document. A watermark appears on the page where you create it as well
      as on each subsequent page until you discontinue it or create another
      watermark of the same type (A or B). Use the Overlay feature to place a
      graphic or text object over the current page of your document (similar
      to a transparency). You can use this feature for tasks such as
      illustrating over text or adding editing marks to a document. Envelopes
      Included in the WordPerfect Read Me file located within the
      Documentation folder are various macros that add ease and functionality
      to the common tasks that you use WordPerfect for. One of these is the
      Envelopes macro. This macro makes creating and printing envelopes easy.
      It also allows you to maintain an address book of names and addresses.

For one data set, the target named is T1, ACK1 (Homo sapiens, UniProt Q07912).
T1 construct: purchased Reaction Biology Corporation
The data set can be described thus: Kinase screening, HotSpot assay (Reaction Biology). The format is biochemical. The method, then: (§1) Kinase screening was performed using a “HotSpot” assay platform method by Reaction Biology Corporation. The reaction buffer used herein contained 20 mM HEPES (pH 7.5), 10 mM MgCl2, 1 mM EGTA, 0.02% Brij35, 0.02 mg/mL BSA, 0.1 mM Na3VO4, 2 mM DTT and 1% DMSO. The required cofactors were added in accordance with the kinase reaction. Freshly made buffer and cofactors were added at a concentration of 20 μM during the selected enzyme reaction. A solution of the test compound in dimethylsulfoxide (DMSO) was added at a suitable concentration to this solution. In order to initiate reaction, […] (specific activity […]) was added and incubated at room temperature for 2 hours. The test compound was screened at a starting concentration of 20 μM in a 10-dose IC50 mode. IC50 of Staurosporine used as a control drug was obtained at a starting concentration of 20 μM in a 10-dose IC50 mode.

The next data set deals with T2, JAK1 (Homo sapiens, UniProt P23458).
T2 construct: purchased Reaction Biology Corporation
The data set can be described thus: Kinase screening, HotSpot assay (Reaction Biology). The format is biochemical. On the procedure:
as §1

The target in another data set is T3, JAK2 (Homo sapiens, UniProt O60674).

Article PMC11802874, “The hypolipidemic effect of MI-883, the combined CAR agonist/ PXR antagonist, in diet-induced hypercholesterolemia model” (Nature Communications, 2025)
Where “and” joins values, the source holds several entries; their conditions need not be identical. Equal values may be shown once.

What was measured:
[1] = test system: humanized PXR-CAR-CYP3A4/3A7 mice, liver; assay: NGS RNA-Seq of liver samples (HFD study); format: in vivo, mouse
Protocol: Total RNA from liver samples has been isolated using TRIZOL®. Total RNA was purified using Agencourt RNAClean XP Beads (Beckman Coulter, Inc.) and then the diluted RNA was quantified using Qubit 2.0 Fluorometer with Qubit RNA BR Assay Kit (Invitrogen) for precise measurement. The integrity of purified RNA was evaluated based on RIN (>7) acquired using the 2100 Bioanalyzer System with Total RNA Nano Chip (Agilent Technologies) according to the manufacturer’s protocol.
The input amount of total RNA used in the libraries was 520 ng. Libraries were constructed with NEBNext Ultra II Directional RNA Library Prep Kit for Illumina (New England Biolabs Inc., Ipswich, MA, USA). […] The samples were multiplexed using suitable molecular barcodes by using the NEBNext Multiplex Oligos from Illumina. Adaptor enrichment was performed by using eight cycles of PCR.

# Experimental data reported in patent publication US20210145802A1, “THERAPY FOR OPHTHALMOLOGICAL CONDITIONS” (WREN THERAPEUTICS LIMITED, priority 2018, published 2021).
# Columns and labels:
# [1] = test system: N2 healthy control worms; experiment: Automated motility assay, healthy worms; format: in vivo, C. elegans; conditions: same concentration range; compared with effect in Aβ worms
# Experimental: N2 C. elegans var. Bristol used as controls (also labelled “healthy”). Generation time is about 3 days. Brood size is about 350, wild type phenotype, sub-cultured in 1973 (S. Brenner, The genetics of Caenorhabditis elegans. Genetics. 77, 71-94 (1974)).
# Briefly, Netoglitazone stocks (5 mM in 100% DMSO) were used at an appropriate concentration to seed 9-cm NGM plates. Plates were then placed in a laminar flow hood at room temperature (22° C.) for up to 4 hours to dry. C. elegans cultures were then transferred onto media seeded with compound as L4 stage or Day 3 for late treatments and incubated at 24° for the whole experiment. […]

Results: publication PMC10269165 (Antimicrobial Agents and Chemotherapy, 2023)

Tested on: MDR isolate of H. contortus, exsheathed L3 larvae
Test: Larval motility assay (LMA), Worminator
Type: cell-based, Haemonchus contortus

Tables To create a table, place the insertion point where you want the
      table to begin, choose New from the Table menu, type the number of
      columns and rows you want, and click OK. Easier still, click on the
      Table button on the Layout bar and select the number of columns and
      rows you would like by simply dragging across the grid. Once you have
      created your table you can customize it by changing column widths, row
      height, shading, borders, inserting columns or page 8 WordPerfect Mac
      News March 1995 Dealing with Document Corruption by Lisa Ginn and Steve
      LeMmon uiz time. Document damage can cause: a) errors and lock-ups b)
      strange and unrecognizable formatting c) odd letters or characters in
      your document d) a lot of frustration. Yes, it’s all of the above. And
      no matter what program you’re working in, document damage (also known